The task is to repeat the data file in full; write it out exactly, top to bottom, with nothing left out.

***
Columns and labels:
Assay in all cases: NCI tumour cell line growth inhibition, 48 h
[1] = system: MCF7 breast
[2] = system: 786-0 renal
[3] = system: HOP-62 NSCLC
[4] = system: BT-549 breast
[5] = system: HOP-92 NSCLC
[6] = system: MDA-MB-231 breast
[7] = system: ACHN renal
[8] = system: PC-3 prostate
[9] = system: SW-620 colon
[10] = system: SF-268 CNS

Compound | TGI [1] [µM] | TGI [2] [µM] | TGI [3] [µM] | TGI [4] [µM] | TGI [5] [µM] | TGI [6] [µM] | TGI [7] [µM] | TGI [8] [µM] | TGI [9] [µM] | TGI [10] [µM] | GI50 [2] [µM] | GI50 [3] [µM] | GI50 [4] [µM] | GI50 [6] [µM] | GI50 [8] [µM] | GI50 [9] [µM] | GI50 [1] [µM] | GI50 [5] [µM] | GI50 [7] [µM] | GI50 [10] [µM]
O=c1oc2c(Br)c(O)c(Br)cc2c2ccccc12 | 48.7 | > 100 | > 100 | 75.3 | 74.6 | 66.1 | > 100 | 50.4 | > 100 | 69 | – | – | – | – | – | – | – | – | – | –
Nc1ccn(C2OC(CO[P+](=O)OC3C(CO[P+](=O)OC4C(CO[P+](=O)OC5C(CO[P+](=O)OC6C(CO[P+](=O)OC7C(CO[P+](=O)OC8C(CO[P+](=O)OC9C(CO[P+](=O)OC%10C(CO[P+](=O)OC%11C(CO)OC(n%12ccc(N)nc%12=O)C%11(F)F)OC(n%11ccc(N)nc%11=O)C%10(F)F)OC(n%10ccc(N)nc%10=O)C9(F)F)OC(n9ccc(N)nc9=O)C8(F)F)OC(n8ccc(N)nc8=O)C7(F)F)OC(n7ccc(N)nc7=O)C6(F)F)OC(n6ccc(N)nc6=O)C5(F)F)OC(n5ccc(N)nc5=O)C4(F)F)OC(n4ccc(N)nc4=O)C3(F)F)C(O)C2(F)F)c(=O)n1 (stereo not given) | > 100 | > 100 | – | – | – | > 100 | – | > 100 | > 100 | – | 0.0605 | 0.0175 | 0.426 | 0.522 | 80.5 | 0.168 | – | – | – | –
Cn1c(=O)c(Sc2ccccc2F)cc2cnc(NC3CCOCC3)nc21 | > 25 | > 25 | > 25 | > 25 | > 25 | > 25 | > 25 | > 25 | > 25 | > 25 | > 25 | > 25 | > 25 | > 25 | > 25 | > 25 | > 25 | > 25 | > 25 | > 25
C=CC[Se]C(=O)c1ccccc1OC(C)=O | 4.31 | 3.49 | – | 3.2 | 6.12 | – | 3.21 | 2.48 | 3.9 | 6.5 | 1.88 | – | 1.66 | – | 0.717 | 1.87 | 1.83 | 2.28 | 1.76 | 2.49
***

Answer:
Columns and labels:
Assay in all cases: NCI tumour cell line growth inhibition, 48 h
[1] = system: MCF7 breast
[2] = system: 786-0 renal
[3] = system: HOP-62 NSCLC
[4] = system: BT-549 breast
[5] = system: HOP-92 NSCLC
[6] = system: MDA-MB-231 breast
[7] = system: ACHN renal
[8] = system: PC-3 prostate
[9] = system: SW-620 colon
[10] = system: SF-268 CNS

Compound | TGI [1] [µM] | TGI [2] [µM] | TGI [3] [µM] | TGI [4] [µM] | TGI [5] [µM] | TGI [6] [µM] | TGI [7] [µM] | TGI [8] [µM] | TGI [9] [µM] | TGI [10] [µM] | GI50 [2] [µM] | GI50 [3] [µM] | GI50 [4] [µM] | GI50 [6] [µM] | GI50 [8] [µM] | GI50 [9] [µM] | GI50 [1] [µM] | GI50 [5] [µM] | GI50 [7] [µM] | GI50 [10] [µM]
O=c1oc2c(Br)c(O)c(Br)cc2c2ccccc12 | 48.7 | > 100 | > 100 | 75.3 | 74.6 | 66.1 | > 100 | 50.4 | > 100 | 69 | – | – | – | – | – | – | – | – | – | –
Nc1ccn(C2OC(CO[P+](=O)OC3C(CO[P+](=O)OC4C(CO[P+](=O)OC5C(CO[P+](=O)OC6C(CO[P+](=O)OC7C(CO[P+](=O)OC8C(CO[P+](=O)OC9C(CO[P+](=O)OC%10C(CO[P+](=O)OC%11C(CO)OC(n%12ccc(N)nc%12=O)C%11(F)F)OC(n%11ccc(N)nc%11=O)C%10(F)F)OC(n%10ccc(N)nc%10=O)C9(F)F)OC(n9ccc(N)nc9=O)C8(F)F)OC(n8ccc(N)nc8=O)C7(F)F)OC(n7ccc(N)nc7=O)C6(F)F)OC(n6ccc(N)nc6=O)C5(F)F)OC(n5ccc(N)nc5=O)C4(F)F)OC(n4ccc(N)nc4=O)C3(F)F)C(O)C2(F)F)c(=O)n1 (stereo not given) | > 100 | > 100 | – | – | – | > 100 | – | > 100 | > 100 | – | 0.0605 | 0.0175 | 0.426 | 0.522 | 80.5 | 0.168 | – | – | – | –
Cn1c(=O)c(Sc2ccccc2F)cc2cnc(NC3CCOCC3)nc21 | > 25 | > 25 | > 25 | > 25 | > 25 | > 25 | > 25 | > 25 | > 25 | > 25 | > 25 | > 25 | > 25 | > 25 | > 25 | > 25 | > 25 | > 25 | > 25 | > 25
C=CC[Se]C(=O)c1ccccc1OC(C)=O | 4.31 | 3.49 | – | 3.2 | 6.12 | – | 3.21 | 2.48 | 3.9 | 6.5 | 1.88 | – | 1.66 | – | 0.717 | 1.87 | 1.83 | 2.28 | 1.76 | 2.49